From David Kramer's Civil Litigation Blog:
SCOKY Holds Prohibition Not Available Against Nonjudicial Public Officials; Prior Cases Permit Mandamus Against Nonjudicial Officers in Limited Circumstancesby David Kramer
The Kentucky Supreme Court held earlier this year that a writ of prohibition was not an appropriate remedy to challenge a County Attorney’s use of documents incorrectly purporting to originate from a court to require persons named in a criminal complaint but not yet charged to attend a mediation prior to issuance of a warrant or summons.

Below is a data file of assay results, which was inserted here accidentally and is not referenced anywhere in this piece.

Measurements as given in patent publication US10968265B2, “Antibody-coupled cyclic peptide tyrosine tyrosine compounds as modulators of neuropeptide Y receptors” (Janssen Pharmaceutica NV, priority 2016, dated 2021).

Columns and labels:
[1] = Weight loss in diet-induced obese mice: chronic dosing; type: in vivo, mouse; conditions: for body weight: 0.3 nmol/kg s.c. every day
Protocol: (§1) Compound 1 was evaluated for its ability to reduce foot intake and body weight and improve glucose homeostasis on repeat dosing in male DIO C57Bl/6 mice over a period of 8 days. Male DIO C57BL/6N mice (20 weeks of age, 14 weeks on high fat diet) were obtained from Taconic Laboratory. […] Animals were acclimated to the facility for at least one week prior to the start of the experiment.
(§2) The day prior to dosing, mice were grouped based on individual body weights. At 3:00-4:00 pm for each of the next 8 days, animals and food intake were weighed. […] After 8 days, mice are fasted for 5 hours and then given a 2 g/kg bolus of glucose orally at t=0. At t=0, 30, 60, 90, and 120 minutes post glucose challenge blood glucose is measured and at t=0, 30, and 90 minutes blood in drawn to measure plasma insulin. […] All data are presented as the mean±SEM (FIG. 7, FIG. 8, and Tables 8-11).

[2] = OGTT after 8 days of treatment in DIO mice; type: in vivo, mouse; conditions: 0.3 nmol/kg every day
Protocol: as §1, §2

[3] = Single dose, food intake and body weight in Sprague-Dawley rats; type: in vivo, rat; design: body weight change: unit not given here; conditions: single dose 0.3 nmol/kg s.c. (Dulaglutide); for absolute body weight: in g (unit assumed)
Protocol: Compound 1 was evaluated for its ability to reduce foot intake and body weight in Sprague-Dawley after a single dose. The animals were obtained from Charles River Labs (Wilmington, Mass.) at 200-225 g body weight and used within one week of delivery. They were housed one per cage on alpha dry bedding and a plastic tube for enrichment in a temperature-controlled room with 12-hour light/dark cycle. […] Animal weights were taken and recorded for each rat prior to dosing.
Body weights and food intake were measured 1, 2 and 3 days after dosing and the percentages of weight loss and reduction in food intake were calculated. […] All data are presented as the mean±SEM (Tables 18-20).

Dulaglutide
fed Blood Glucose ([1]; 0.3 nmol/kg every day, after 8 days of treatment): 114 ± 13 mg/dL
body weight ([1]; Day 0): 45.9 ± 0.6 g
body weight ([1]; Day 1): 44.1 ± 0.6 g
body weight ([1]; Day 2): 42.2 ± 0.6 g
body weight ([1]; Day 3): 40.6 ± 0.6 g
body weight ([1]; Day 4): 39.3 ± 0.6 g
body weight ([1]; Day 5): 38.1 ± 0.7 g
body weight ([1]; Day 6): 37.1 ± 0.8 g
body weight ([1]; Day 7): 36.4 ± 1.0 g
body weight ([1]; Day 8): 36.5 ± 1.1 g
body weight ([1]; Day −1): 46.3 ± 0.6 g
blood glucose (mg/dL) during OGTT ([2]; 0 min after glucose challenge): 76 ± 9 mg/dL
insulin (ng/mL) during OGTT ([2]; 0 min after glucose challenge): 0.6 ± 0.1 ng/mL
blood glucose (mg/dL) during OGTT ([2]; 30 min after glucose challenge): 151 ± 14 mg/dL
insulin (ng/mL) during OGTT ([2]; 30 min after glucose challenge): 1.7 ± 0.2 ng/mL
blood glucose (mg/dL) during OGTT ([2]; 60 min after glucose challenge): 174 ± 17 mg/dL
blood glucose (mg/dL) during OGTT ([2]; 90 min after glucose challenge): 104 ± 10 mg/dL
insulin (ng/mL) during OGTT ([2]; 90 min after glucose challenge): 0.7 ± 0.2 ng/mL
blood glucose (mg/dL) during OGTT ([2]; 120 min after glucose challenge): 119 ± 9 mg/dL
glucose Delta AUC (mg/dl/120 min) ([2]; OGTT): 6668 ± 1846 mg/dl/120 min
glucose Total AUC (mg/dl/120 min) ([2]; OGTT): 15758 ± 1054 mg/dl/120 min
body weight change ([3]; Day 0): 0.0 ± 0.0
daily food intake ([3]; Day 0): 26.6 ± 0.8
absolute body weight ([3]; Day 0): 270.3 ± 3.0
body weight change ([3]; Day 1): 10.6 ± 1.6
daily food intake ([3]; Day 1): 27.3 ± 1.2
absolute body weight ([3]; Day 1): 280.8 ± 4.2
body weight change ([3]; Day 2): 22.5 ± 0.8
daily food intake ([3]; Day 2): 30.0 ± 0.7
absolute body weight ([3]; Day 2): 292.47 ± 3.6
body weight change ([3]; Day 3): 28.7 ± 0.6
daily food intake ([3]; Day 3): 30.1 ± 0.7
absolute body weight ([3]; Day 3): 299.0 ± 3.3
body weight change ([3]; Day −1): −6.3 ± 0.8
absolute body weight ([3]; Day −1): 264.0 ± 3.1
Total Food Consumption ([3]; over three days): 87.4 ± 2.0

In Minix v. Roberts, 350 S.W.3d 449 (Ky. 2011), the Court, while expressly disapproving of the practice, said relief by way of prohibition was not available to require the County Attorney to cease using emblems of the Court of Justice to require potential misdemeanants to attend mediation sessions, since a County Attorney is not a judicial officer. The Court suggested that the proper procedure to challenge such a practice would be to seek an injunction or file a declaratory judgment action. The Court concluded the opinion with a warning that the County Attorney should cease using judicial images on documents relating to the pre-warrant mediation program.
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